Prevent Dog From Jumping Up
What is better than being greeted at the front door by a pet that can barely contain his joy at being able to see you after a long day? While many pet owners appreciate a wagging tail, you may have come to the point that you want to know how to a stop dog from jumping up on you – or anyone else – who walks in the door.
Even if you don’t mind the dog jumping on you, it should be something that your pet only does upon command. If the dog jumps up anytime he wants, then he will also jump on guests who may not appreciate this form of attention.
Here are some tips to prevent dog from jumping up, or only to do so when invited.
Many pet owners give their dogs attention when they jump up on them. This only reinforces the behavior. Some of those same pet owners then cannot understand why the dog jumps up on the company.
The reason, obviously, is that they have given the dog attention for the behavior, so the dog thinks that it is acceptable.
Even if you like it when your dog jumps on you, you need to train him to do this only when you give a command. If your dog jumps on you without permission, cross your arms and turn your face and body away from him.
Pay no attention to him at all other than to issue the “SIT” command. Only when the dog sits should you uncross your arms and pat him on the head.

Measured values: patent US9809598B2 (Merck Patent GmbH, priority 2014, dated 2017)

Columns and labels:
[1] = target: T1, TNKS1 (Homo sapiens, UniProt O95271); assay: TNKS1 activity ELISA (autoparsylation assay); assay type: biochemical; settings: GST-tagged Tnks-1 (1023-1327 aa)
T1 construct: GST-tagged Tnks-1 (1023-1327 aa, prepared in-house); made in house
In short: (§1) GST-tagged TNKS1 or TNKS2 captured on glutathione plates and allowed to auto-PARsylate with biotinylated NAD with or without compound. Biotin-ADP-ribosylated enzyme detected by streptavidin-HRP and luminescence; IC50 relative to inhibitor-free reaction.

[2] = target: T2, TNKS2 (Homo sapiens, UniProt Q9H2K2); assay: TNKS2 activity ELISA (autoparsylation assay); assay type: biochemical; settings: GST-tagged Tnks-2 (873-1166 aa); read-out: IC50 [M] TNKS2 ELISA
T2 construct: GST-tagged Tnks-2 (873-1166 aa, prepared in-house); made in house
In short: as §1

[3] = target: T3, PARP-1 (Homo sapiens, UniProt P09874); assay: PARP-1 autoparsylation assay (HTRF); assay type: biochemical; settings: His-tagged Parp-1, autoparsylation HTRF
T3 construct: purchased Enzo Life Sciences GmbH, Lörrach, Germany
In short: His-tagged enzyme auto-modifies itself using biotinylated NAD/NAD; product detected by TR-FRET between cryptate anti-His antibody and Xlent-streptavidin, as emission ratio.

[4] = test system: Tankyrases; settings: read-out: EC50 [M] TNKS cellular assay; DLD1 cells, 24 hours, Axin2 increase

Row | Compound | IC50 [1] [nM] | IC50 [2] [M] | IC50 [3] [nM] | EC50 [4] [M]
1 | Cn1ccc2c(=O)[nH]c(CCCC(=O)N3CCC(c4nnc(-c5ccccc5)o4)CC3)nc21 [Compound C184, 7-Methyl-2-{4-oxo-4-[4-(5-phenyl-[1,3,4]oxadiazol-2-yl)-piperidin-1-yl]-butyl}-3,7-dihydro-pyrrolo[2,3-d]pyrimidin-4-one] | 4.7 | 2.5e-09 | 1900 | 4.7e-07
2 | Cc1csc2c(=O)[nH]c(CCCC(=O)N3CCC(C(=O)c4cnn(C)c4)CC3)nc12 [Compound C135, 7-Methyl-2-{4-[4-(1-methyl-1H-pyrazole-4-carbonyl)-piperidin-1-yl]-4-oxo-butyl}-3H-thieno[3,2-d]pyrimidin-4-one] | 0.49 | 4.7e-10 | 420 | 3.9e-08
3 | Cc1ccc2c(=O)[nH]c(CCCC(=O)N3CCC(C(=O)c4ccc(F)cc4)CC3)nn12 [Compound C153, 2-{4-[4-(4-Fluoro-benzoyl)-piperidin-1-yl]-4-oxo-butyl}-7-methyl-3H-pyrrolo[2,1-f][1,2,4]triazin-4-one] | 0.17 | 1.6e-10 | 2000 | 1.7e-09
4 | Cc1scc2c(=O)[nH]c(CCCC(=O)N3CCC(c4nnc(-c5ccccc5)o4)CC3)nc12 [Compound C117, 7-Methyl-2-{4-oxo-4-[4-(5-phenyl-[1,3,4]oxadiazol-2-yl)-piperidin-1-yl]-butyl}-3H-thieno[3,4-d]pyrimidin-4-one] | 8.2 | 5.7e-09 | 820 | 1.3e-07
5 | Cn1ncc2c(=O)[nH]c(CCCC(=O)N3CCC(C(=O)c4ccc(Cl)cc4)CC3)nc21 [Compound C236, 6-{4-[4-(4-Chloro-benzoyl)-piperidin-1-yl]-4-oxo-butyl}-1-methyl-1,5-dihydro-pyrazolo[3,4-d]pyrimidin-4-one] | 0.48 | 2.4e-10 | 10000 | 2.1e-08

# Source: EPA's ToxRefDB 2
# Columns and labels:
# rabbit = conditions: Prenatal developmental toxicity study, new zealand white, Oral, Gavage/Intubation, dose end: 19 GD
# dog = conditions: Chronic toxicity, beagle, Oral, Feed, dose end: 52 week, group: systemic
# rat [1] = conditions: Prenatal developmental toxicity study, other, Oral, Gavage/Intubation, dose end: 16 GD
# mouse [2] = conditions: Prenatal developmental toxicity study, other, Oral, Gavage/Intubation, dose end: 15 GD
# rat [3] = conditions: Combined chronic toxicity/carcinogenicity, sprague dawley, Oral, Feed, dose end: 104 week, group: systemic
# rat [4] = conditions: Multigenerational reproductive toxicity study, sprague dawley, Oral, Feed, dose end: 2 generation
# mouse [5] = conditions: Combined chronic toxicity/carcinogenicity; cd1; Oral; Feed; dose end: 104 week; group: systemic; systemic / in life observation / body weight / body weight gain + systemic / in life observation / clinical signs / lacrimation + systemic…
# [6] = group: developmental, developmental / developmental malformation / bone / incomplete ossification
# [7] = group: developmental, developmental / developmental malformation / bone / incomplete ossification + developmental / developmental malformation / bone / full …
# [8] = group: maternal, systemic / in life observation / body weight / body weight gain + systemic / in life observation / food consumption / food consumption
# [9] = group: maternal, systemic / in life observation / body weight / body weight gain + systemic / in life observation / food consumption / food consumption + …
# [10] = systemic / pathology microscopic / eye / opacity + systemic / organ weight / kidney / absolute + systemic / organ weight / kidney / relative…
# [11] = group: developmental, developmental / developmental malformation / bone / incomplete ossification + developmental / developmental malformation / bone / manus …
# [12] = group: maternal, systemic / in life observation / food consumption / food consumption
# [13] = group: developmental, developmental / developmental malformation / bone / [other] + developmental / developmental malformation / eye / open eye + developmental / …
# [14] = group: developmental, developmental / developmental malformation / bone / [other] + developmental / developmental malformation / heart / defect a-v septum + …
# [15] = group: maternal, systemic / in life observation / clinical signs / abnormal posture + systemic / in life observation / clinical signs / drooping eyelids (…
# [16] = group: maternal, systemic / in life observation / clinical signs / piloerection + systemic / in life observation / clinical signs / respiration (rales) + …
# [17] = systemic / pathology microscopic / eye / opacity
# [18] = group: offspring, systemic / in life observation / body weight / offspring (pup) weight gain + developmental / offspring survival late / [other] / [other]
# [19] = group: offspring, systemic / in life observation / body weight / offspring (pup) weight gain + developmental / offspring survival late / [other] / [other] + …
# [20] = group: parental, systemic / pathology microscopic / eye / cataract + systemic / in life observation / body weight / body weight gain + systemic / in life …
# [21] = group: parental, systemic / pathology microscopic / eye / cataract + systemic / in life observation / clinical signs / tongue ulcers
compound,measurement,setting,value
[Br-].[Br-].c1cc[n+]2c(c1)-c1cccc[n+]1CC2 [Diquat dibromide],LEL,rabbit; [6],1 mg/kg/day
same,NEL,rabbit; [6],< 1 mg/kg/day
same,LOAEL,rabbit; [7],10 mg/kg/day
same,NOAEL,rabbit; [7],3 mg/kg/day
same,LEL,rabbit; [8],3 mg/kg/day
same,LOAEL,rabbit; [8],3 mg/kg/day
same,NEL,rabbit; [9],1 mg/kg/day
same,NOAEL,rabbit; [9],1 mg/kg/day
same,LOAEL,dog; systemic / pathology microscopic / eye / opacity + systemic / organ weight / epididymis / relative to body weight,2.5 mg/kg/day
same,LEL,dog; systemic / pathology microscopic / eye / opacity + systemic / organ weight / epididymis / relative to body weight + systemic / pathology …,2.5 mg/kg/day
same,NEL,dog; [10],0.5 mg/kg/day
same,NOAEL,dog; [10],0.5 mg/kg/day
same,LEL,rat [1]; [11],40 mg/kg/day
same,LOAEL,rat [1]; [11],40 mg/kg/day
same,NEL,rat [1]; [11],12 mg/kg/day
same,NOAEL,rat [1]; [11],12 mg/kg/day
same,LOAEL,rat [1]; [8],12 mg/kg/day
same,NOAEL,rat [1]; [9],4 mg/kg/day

Once the dog begins to associate his unsolicited jumping with being ignored, the behavior should cease.
Create a Command
Another way to stop dog jumping is to create a command. Try to keep the command to one word such as “DOWN” or “Enough”.
Avoid phrases such as “I said get down right now!” Dogs understand one word commands better than they do entire phrases.
There is no need to yell. Instead, use a firm, calm voice when issuing this, or any other, command.
If you want the dog to jump when invited, then you will also need to create a command for that. Again, one word, such as “UP” or “HUG”, is best.
To help stop dog from jumping up, it is best to avoid using commands that you use for other behaviors such as “NO” or “COME”. The commands for jumping should be unique. If not, then every time you say “COME”, the dog will think it is an invitation to jump.
Reward Appropriate Behavior
When your dog does begin to obey the “DOWN” or “OFF” command, it is important to reward – and therefore reinforce – that behavior. Give him lavish praise, rub his belly and maybe give him a treat. He will quickly learn that sitting is far more rewarding than jumping.
Even if your dog has been jumping up on you for years, it is a fairly simple habit to break. Ignore the bad behavior, reward the good and be consistent in your training. In no time your dog will be better behaved, and you can be proud of his obedience when guests come to visit.